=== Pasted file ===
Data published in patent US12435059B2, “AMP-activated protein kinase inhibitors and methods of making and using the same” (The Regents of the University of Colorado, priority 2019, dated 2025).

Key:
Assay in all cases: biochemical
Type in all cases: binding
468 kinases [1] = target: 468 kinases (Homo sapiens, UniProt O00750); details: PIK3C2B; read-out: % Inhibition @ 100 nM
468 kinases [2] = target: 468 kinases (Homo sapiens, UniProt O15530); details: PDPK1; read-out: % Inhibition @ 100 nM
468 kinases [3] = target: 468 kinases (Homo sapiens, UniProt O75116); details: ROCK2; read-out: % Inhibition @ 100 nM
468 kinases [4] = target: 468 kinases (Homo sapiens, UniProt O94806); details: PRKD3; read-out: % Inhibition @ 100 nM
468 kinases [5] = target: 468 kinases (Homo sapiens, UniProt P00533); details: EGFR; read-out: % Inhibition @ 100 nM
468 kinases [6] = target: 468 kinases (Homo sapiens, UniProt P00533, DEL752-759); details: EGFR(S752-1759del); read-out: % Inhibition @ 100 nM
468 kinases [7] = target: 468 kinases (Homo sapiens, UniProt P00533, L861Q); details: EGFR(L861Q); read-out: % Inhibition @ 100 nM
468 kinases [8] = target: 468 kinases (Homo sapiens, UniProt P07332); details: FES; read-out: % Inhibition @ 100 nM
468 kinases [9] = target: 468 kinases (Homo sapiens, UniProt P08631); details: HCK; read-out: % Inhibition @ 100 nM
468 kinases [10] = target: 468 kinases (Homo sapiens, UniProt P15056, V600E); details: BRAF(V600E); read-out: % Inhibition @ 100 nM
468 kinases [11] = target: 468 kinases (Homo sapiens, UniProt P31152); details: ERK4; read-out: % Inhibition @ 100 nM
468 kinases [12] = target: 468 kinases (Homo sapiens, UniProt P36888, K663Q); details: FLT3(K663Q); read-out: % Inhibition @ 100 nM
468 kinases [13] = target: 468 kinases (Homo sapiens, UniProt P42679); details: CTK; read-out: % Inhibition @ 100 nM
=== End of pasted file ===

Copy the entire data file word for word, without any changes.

Data published in patent US12435059B2, “AMP-activated protein kinase inhibitors and methods of making and using the same” (The Regents of the University of Colorado, priority 2019, dated 2025).

Key:
Assay in all cases: biochemical
Type in all cases: binding
468 kinases [1] = target: 468 kinases (Homo sapiens, UniProt O00750); details: PIK3C2B; read-out: % Inhibition @ 100 nM
468 kinases [2] = target: 468 kinases (Homo sapiens, UniProt O15530); details: PDPK1; read-out: % Inhibition @ 100 nM
468 kinases [3] = target: 468 kinases (Homo sapiens, UniProt O75116); details: ROCK2; read-out: % Inhibition @ 100 nM
468 kinases [4] = target: 468 kinases (Homo sapiens, UniProt O94806); details: PRKD3; read-out: % Inhibition @ 100 nM
468 kinases [5] = target: 468 kinases (Homo sapiens, UniProt P00533); details: EGFR; read-out: % Inhibition @ 100 nM
468 kinases [6] = target: 468 kinases (Homo sapiens, UniProt P00533, DEL752-759); details: EGFR(S752-1759del); read-out: % Inhibition @ 100 nM
468 kinases [7] = target: 468 kinases (Homo sapiens, UniProt P00533, L861Q); details: EGFR(L861Q); read-out: % Inhibition @ 100 nM
468 kinases [8] = target: 468 kinases (Homo sapiens, UniProt P07332); details: FES; read-out: % Inhibition @ 100 nM
468 kinases [9] = target: 468 kinases (Homo sapiens, UniProt P08631); details: HCK; read-out: % Inhibition @ 100 nM
468 kinases [10] = target: 468 kinases (Homo sapiens, UniProt P15056, V600E); details: BRAF(V600E); read-out: % Inhibition @ 100 nM
468 kinases [11] = target: 468 kinases (Homo sapiens, UniProt P31152); details: ERK4; read-out: % Inhibition @ 100 nM
468 kinases [12] = target: 468 kinases (Homo sapiens, UniProt P36888, K663Q); details: FLT3(K663Q); read-out: % Inhibition @ 100 nM
468 kinases [13] = target: 468 kinases (Homo sapiens, UniProt P42679); details: CTK; read-out: % Inhibition @ 100 nM